The food supply chain creates a colossal amount of waste. Each year, 1.6 billion tons of food goes to waste. Fleets transporting food to distribution centers are running inefficiently. Recyclable packaging can be dismissed as “too expensive.”
Texas-based Quest Resource Management Group (Nasdaq: QRHC) is disrupting traditional waste management methods, aiming to transform some of the wasteful steps in the food supply chain. The company helps their clients develop custom sustainability solutions that streamline operations, reduce waste, and ultimately, increase profitability.
To learn a little more about how the food industry can do their part to make their processes, and as a result, the food supply chain, more efficient, we spoke with Ray Hatch, Quest’s CEO.
What are the biggest waste management challenges you see in the food industry?
RH: Food is perishable by nature, so the food industry faces unique challenges like code dates and packaging. Also, there are a lot of fleet miles incurred to get product back and forth.
From manufacturing all the way through distribution and retail, there are tremendous challenges — and opportunities — pertaining to sustainability. For instance, the industry can look for ways to make their packaging more sustainable, make their fleet drive fewer miles, or recycle motor oil.
What are some areas of confusion and misconceptions about waste management and recycling?
The biggest challenge we see with food businesses is moving away from the standard mindset, which is something like, “We put everything in the compactor or the dumpster now. Why would we do anything different?”
Another common misconception we hear is that recycling costs a lot of money. Business owners and CEOs are typically held accountable to a board and shareholders, so anything that adds cost is challenging. At Quest, we get a chance to illustrate how, in most cases, you’re not adding cost by recycling. You’re actually increasing your efficiency and, ultimately, reducing your costs — all while doing the right thing with the materials.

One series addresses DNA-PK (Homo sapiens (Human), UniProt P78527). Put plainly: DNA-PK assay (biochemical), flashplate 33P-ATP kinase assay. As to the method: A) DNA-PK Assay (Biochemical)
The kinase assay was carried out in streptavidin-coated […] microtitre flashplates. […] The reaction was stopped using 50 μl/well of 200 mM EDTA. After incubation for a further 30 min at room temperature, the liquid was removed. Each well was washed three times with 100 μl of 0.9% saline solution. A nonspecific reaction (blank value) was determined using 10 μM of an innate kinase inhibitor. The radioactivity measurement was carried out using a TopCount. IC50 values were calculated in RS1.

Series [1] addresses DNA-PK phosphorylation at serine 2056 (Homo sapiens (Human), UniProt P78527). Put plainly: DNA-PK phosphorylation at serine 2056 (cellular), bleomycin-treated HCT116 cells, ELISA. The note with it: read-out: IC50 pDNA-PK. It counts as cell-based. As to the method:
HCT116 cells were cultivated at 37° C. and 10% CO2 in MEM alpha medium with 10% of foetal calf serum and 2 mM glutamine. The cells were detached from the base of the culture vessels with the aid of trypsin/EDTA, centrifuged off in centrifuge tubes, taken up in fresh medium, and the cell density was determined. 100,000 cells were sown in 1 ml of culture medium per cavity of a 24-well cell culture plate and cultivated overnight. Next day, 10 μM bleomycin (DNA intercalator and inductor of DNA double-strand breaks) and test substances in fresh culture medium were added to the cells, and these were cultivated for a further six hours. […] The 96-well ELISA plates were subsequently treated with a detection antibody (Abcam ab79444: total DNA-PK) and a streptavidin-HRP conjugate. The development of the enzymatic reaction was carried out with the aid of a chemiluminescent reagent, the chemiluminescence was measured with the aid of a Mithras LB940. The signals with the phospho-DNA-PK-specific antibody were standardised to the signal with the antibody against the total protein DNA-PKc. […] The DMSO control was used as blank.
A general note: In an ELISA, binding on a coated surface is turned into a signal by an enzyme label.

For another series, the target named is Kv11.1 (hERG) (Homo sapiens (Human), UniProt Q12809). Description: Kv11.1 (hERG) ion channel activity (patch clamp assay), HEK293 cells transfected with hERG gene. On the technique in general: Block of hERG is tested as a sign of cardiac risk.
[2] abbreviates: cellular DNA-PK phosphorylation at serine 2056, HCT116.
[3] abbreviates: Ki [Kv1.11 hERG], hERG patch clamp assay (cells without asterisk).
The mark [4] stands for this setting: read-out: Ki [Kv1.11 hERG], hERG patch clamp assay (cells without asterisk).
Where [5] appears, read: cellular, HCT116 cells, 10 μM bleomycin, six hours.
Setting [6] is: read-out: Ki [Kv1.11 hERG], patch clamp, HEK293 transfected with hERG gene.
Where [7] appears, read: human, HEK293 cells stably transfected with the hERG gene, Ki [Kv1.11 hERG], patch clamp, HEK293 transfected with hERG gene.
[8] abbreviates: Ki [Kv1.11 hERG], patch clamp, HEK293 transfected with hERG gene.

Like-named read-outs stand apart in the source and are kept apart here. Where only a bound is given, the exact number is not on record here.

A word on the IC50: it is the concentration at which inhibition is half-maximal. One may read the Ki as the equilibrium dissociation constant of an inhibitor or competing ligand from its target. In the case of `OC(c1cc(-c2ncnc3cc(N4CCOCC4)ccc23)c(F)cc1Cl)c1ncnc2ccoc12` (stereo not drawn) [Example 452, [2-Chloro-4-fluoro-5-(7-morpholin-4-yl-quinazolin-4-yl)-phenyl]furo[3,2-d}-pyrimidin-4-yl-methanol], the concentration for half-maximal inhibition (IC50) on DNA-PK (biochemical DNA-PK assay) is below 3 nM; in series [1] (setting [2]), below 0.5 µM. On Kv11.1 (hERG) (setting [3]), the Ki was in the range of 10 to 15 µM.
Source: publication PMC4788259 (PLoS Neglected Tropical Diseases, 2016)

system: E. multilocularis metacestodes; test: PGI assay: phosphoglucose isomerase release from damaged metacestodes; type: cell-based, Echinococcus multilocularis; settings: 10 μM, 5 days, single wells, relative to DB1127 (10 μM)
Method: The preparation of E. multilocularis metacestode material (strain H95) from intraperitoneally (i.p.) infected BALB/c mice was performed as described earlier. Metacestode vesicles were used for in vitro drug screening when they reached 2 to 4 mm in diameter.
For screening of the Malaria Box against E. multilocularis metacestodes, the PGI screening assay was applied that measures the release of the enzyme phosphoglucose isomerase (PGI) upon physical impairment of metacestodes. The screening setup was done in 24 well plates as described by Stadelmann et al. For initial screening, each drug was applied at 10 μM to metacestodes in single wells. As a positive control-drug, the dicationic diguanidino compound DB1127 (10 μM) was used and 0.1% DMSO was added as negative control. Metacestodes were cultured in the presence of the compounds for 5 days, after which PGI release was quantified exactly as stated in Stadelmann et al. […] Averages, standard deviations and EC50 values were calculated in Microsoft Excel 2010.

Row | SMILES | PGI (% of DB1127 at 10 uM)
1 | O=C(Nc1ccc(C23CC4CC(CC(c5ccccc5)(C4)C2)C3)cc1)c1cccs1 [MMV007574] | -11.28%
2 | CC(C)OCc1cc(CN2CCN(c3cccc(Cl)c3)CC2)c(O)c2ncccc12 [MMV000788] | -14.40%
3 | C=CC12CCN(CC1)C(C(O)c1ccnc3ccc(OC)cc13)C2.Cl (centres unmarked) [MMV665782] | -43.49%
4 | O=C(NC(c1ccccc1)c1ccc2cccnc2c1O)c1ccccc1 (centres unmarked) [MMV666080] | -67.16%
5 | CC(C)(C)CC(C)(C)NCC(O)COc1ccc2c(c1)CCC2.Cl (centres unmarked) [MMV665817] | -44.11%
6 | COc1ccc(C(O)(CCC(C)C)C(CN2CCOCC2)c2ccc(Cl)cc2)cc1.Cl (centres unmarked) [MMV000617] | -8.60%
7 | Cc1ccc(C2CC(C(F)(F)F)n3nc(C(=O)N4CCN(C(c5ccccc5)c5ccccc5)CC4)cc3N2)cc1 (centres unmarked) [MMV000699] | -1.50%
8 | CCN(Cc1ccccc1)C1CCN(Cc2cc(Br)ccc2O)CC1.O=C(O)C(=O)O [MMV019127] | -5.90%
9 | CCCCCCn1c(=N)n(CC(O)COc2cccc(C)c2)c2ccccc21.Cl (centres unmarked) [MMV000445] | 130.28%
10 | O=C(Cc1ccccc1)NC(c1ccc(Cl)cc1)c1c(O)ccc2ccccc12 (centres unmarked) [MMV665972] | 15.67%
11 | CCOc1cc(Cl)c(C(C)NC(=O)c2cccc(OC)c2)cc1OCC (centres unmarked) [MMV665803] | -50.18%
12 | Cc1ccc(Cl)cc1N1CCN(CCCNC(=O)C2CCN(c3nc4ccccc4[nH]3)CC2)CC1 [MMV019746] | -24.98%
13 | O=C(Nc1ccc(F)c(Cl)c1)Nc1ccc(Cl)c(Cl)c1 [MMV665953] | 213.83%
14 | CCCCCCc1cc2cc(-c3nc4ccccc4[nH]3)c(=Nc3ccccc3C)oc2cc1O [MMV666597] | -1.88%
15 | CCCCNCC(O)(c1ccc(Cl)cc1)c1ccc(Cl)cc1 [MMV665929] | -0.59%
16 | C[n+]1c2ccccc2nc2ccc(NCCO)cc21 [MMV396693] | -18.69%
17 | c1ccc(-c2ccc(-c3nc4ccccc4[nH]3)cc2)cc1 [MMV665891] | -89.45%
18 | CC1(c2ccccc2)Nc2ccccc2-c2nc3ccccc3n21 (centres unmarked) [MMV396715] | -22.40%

What factors are pressuring food companies to move more toward sustainability?
There are three “buckets,” if you will, of things that are tailwinds to sustainability in the food space, and the B2B space in general.
One is regulation. For example, in certain parts of the country, it’s now illegal to put food waste in the landfill or the standard trash. So regulation is growing, and I’m glad it is, because landfills are filling up. It’s going to continue putting pressure on sustainability in every aspect of the food business.
Second is the investment community. I think close to 70% of the S&P 500s reports on sustainability today. There’s a lot of pressure on the food industry from investors and investor groups to increase and improve their sustainability, and, further, publish their progress.
The third one is more basic, and, I think, more important than all the rest: consumer purchasing power.
What are the benefits of optimizing waste management and giving sustainability initiatives a boost?
In the food industry, reducing shrink — meaning code-dated material that gets thrown away and goes nearly 100% into the landfill — is critical. That nirvana, that perfection you’re looking for, is to have the exact right amount of raw materials to produce the exact right number of items that fill the truck exactly right. And that perfectly loaded truck goes to its final location and the items move through the rest of the logistics chain — all creating zero waste.
In other words, the perception that sustainability, recycling, and all that “green stuff” has a serious cost associated with it isn’t necessarily true. As a matter of fact, in most cases it’s just the opposite. A big motivator is to reduce your costs, save money, and increase your earnings by being more sustainable.
What advice would you give food processors and manufacturers that are just looking to start their sustainability initiative or take it to the next level?
Look at your operations with a whole new lens. Forget your paradigms. Look at everything going into your dumpster and the landfill, the traditional trash, and ask yourself whether there’s a better way to do that.
Second, before waste goes into the dumpster and heads to the landfill, ask yourself, “Is there a way that we could avoid creating this waste?” This includes fleets. Are you recycling the materials that are coming off of the trucks? Are you using the most efficient types of engines and methods that you possibly can?
There are sustainability opportunities from cradle to grave. So take a hard, unbiased look at your business operation and see if there’s any way you can avoid throwing more stuff away.
And seek help. There’s a lot of expertise out there.
Companies want to be more sustainable. They’re just looking for how to do it and how to do it better.
To learn more about how Quest helps the food industry create practical sustainability-driven waste management programs, visit their website.